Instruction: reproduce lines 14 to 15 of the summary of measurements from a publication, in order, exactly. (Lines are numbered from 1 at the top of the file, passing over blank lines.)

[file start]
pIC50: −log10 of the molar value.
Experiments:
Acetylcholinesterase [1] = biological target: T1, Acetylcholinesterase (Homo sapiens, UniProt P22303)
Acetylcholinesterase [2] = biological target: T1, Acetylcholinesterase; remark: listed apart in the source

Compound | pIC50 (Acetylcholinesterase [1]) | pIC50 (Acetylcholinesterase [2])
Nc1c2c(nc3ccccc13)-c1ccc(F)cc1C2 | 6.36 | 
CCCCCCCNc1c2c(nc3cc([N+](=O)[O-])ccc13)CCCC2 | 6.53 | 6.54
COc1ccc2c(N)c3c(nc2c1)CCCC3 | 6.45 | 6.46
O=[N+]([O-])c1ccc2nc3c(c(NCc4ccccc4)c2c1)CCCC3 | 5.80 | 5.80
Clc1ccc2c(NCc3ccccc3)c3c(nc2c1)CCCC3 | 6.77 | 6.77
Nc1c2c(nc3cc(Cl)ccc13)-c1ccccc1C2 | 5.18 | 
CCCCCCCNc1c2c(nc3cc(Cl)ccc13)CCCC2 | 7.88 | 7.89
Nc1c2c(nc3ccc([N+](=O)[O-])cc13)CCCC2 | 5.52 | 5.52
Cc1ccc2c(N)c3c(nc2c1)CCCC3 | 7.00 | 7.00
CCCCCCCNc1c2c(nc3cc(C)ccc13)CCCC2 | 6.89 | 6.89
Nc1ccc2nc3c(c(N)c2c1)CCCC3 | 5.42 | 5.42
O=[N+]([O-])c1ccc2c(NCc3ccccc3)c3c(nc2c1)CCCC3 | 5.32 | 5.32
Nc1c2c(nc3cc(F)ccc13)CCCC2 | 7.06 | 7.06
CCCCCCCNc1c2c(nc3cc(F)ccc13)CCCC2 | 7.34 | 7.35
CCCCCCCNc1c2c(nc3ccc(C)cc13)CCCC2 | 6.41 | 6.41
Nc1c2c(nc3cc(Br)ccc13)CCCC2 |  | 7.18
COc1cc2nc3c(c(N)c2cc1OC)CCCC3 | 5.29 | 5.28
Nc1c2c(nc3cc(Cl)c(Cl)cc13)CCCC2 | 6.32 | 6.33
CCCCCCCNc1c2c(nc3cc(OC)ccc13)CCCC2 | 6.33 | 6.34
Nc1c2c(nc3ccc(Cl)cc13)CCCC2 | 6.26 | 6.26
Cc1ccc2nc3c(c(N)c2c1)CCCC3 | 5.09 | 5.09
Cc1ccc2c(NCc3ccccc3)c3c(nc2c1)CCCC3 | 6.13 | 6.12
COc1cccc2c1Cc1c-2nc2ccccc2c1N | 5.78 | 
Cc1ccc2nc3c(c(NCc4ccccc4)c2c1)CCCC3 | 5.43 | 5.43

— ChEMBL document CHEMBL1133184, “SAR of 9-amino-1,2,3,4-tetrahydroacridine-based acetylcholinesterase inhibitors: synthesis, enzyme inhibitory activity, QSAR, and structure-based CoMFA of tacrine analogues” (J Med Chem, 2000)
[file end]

Cc1ccc2c(N)c3c(nc2c1)CCCC3 | 7.00 | 7.00
CCCCCCCNc1c2c(nc3cc(C)ccc13)CCCC2 | 6.89 | 6.89